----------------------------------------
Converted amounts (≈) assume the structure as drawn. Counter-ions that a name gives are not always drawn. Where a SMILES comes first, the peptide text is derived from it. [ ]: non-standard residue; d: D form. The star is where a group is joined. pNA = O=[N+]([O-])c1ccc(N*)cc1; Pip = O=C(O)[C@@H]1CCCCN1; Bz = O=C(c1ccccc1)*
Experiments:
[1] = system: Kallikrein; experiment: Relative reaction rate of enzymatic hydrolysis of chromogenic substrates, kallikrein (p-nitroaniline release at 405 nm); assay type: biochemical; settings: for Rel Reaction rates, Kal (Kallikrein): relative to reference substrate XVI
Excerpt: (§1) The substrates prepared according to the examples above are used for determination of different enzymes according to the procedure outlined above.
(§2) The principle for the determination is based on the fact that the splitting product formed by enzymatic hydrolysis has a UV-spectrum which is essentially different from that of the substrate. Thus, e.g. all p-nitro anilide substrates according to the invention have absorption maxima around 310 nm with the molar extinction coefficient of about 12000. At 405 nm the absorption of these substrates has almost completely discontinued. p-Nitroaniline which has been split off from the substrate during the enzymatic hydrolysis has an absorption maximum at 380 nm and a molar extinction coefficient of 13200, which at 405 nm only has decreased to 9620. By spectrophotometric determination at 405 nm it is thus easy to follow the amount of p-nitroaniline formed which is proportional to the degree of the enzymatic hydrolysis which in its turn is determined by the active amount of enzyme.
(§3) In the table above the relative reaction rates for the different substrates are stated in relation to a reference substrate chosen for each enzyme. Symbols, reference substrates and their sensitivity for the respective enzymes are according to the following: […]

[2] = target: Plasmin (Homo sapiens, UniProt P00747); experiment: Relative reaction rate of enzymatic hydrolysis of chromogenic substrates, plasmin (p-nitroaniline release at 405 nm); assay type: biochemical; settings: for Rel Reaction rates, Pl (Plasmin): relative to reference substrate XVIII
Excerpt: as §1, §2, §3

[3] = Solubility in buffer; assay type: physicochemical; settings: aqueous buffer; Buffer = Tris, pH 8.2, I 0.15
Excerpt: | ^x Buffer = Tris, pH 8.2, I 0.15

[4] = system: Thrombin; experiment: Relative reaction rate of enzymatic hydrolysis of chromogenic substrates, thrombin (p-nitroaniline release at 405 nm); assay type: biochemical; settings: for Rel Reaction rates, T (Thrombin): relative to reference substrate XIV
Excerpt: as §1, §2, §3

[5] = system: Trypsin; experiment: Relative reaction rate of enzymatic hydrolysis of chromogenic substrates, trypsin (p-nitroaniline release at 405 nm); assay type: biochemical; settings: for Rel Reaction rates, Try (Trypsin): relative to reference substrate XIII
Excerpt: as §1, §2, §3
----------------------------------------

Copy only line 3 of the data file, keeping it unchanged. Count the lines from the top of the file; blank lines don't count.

[1] = system: Kallikrein; experiment: Relative reaction rate of enzymatic hydrolysis of chromogenic substrates, kallikrein (p-nitroaniline release at 405 nm); assay type: biochemical; settings: for Rel Reaction rates, Kal (Kallikrein): relative to reference substrate XVI